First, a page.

Clergy and members of the AME and AME Zion Churches often became public voices on pressing issues, a role that highlights the significance of churches in fostering black leadership throughout African American history. African American denominations also contributed to black public life and culture throughout the 19th century by creating and supporting a range of economic enterprises, including publishing houses that produced journals and newspapers, including the AME Church Review , the Christian Recorder , and the Star of Zion , that covered religious and secular issues.

By the end of the 19th century, black denominations also established a range of educational institutions. From their founding moments, then, independent African American denominations served as more than spiritual homes for black Christians; they also offered education, opportunity for economic development, a platform for political advocacy, and an environment that supported a collective sense of peoplehood.

Black women preachers such as Jarena Lee b. Grounding their insistence on a right to leadership in both biblical interpretation and the claim to have experienced a direct call from God, Lee and other 19th-century preaching women in the AME and AME Zion Churches called their denominations to live up to their stated missions of proclaiming the equality of all under God. Facing resistance from the male leadership of their churches and from many male and female members, these women persisted in their work as itinerant evangelists and some published spiritual narratives to recount their experiences and promote their claims.

Zion became the first black denomination to ordain women when Julia Foote — was ordained a deacon in , a status women in the AME Church gained in Despite the limited access to formal leadership roles, women within these independent black church denominations, who constituted the majority of members, were active contributors to the life of the church, serving as fundraisers, evangelists, and missionaries, for example. The number of black churches grew rapidly following the Civil War as many of the millions of African Americans emerging from slavery established their own congregations.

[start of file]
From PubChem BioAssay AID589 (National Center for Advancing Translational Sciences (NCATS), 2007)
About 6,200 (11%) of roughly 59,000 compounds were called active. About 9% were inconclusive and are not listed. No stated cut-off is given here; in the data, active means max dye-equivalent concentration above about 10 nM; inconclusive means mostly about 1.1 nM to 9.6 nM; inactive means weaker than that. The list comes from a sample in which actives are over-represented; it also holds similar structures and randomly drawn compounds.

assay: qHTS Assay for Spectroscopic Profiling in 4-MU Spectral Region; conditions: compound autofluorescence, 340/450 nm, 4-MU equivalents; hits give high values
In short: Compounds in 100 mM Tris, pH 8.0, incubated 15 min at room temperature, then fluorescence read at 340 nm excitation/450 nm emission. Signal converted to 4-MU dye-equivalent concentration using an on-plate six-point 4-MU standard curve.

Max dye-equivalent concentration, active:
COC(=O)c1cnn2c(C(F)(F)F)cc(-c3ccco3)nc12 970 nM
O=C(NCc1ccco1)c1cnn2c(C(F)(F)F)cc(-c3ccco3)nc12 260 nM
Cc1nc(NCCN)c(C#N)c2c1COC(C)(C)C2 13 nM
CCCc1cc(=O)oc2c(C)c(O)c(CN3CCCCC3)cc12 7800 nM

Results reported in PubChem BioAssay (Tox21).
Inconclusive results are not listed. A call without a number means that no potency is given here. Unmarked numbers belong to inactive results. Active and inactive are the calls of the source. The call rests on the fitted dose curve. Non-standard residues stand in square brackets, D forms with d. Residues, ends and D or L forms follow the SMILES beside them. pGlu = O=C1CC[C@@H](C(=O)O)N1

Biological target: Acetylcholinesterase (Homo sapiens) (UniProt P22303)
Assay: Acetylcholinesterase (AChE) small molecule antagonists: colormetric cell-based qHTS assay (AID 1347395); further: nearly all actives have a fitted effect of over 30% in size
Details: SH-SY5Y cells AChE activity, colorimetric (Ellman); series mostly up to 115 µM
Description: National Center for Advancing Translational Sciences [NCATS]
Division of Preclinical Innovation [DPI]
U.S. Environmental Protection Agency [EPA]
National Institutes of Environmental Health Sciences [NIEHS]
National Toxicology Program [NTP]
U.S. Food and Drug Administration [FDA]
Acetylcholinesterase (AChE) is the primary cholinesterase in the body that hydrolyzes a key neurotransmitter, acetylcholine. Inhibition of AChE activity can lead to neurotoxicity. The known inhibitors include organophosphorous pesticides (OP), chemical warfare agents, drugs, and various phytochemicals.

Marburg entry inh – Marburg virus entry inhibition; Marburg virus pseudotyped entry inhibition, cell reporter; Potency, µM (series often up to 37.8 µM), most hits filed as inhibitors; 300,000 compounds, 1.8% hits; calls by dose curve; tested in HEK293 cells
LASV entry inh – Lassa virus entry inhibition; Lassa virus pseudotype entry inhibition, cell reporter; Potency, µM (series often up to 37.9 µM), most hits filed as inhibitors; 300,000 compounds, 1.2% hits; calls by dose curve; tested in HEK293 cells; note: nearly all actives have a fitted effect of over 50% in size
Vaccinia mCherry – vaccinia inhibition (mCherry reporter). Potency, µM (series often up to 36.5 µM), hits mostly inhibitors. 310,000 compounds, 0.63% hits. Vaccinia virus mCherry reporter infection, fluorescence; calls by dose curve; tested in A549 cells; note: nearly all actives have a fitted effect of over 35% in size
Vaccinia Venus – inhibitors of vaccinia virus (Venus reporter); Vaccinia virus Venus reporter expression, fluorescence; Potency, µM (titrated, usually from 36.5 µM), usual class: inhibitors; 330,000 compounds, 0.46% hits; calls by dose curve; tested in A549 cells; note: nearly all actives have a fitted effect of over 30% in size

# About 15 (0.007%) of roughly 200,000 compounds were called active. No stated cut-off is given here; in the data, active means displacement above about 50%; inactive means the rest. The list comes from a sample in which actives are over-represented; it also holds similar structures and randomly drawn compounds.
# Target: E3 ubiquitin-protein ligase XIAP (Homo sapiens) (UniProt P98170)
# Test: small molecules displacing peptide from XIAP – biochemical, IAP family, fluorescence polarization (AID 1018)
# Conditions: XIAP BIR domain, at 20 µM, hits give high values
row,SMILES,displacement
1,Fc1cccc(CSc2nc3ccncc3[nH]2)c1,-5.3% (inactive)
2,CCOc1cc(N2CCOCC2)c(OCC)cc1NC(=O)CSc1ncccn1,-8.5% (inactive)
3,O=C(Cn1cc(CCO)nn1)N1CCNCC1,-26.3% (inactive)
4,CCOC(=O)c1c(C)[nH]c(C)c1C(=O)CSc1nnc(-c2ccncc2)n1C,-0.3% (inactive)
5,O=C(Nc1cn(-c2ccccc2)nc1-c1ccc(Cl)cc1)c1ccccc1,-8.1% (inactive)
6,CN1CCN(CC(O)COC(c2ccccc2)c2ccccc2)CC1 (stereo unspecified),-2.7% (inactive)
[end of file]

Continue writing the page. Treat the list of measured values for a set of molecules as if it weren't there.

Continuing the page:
Culture and class differences sometimes led to conflict, however, as AME Church leaders sought to restrain the enthusiasm of southern black worship and impose their own standards of respectability. The Reconstruction period also saw the founding of the Colored now Christian Methodist Episcopal Church in in Jackson, Tennessee, by former enslaved members of the white-controlled Methodist Episcopal Church, South.

The founding of the National Baptist Convention NBC was perhaps the most significant institutional development in post-Reconstruction black religious life. Drawing together independent black Baptist congregations and mission and educational societies, the NBC emerged at its founding moment in Atlanta under the leadership of former slave Elias C.

In addition, black Baptist women in the 19th and early 20th centuries contributed to the life of the church as individual evangelists or as licensed preachers. Although the women of the WC and the NBC at large did not organize to press for ordination, black Baptist women nevertheless initiated significant public discussions within their denomination about religion, gender, and equality. Not all black Christians located their religious lives in black denominations. Some African Americans found spiritual homes in predominantly white churches, including Methodist, Presbyterian, Congregationalist, and Episcopal denominations, drawn by family ties, theological appeal, or style of worship.

For many who had been enslaved in regions with large Roman Catholic populations, Catholicism was the dominant culture that shaped their religious lives. As with other predominantly white denominations, access to leadership in Roman Catholicism was often restricted and African American men found it difficult to gain admission to the priesthood. A few prominent black priests made their mark on 19th-century black Catholic life, however, including former Missouri slave August Tolton — , who was ordained in Rome in , and Charles Randolph Uncles — of Baltimore, who became the first African American ordained in the United States.

In a number of important instances, black women were successful in founding religious orders through which they could pursue their religious vocations.

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Although the orders remained small, black Catholic sisters were visible figures in 19th-century African American Catholic life. African American lay Catholics organized at the end of the 19th century to represent their interests as a group to the church at large and, despite experiences of racism and exclusion, to promote Catholicism among black Protestants as a universal and inclusive tradition.

Former slave and Ohio journalist Daniel A. Rudd — founded The American Catholic Tribune in to promote black Catholic interests, and he stood at the forefront of the Colored Catholic Congress movement that called black Catholics together from to to discuss their status within the church and to strategize to oppose racism in church and society.